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Mike Damaso
Mike Damaso
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Significant Changes, New Restriction on Florida Auto Insurance

4 comments

The Florida Legislature passed some pretty significant changes to the Florida No Fault Law last week. Florida No Fault, otherwise know as personal injury protection (PIP), is a type of coverage under auto insurance policies required by Florida Law (Florida Statute 627.736). The law originally passed decades ago and is intended to provide medical and income coverage to persons injured in a crash regardless of fault. The coverage comes from the injured person’s own policy. It generally provides 80% of medical expenses and 60% of lost wages up to $10,000.00. There is sometimes the option of “extended PIP” which provides greater coverage.

PIP coverage is an important safety net in our society because it allows a person to get checked out by the emergency room or other doctor after a crash if either that injured person is at fault or the other person who is at fault has chosen not to accept responsibility. In other words, if the at fault person or other person’s insurance company refuses to except responsibility, the injured person can get treatment under his or her own insurance policy while waiting for the other person’s insurance company to “come around” – which in today’s insurance industry climate, may never happen. Further, it protects the injured person if they do not have health insurance to pay for treatment.

The trade off for mandating such coverage on every Florida consumer is a limitation on who can sue the at-fault driver and for how much. A threshold requirement was put in place to fetter out non-permanent injury claims from auto crashes. In essence, if there is an injury from a crash that is not permanent or did not causes some scarring or loss of body function, the injurer person can get treatment for these types of injuries under the PIP coverage. If the decision is made to sue, the person can sue for economic losses, bills and wages, but is not allowed to sue for the human losses: pain, suffering, inconvenience, and loss of enjoyment of life. If the injuries are permanent in nature or caused scarring or loss of bodily function, then the person can sue the at-fault driver for both economic as well as human losses. A qualified doctor giving a medical opinion as to permanency is required to meet this threshold.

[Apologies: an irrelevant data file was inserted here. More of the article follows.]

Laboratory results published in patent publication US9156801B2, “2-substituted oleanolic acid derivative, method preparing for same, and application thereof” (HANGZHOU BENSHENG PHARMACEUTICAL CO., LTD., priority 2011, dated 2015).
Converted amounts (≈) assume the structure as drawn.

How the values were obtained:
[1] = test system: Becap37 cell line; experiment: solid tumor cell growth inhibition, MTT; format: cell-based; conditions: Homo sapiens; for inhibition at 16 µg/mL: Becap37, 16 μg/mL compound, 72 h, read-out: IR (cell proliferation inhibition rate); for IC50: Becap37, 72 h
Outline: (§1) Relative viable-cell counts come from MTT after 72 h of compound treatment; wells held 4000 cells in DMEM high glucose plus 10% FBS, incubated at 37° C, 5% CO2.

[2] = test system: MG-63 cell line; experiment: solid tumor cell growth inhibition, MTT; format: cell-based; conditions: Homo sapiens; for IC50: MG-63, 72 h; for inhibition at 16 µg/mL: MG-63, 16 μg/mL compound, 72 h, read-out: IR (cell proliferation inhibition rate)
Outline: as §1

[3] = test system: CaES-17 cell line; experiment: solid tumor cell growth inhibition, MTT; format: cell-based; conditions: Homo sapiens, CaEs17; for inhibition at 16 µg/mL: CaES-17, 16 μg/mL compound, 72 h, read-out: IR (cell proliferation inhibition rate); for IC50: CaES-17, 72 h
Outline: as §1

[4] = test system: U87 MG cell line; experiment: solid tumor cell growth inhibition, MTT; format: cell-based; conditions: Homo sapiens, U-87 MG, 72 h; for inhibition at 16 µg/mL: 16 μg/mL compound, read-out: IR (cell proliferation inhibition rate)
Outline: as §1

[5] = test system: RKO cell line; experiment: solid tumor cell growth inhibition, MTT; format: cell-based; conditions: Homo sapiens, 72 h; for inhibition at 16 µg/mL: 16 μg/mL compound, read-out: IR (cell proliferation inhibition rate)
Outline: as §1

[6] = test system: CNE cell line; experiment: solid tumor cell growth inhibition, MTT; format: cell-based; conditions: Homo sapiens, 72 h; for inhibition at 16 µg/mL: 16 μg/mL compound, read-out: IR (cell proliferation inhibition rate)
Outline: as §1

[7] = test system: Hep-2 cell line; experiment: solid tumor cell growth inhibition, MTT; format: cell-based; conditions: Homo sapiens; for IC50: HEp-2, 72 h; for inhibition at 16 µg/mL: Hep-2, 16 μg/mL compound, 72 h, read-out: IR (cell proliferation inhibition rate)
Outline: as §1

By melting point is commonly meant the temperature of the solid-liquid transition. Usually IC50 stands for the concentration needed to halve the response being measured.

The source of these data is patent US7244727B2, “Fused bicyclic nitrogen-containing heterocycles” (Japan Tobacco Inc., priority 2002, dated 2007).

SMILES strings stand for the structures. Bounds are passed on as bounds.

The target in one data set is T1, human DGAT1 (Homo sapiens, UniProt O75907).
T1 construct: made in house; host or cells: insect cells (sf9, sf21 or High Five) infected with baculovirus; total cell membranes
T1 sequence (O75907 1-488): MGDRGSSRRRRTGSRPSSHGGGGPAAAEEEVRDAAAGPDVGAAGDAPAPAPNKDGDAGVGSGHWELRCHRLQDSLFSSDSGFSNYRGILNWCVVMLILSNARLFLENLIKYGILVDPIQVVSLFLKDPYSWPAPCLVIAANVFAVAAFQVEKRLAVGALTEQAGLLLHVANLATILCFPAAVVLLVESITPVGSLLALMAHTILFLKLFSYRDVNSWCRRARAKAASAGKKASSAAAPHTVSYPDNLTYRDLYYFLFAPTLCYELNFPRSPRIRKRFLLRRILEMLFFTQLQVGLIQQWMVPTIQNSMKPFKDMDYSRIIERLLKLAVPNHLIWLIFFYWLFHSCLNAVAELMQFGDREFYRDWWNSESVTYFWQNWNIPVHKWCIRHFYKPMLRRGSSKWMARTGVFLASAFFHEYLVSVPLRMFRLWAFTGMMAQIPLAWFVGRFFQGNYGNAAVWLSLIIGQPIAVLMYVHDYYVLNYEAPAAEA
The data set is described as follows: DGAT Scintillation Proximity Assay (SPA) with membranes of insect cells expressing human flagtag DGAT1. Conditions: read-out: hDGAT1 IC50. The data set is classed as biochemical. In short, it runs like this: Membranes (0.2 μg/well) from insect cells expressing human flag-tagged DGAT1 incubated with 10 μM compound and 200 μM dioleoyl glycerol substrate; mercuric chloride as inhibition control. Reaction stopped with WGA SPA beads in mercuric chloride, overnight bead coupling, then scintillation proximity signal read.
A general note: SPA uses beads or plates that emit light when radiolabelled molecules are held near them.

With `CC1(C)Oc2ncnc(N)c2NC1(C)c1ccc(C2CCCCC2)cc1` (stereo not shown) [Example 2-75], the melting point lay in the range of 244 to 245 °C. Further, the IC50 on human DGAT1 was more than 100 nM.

There has been important debate recently about whether to keep PIP, modify it or let it die. The debate stems from fraudsters, crooked doctors and crooked lawyers taking advantage of the system. There have been several articles in recent years about these scams. The other side of the debate argues that while the fraud must be addressed, this safety net should not be eliminated for the majority of Florida citizens.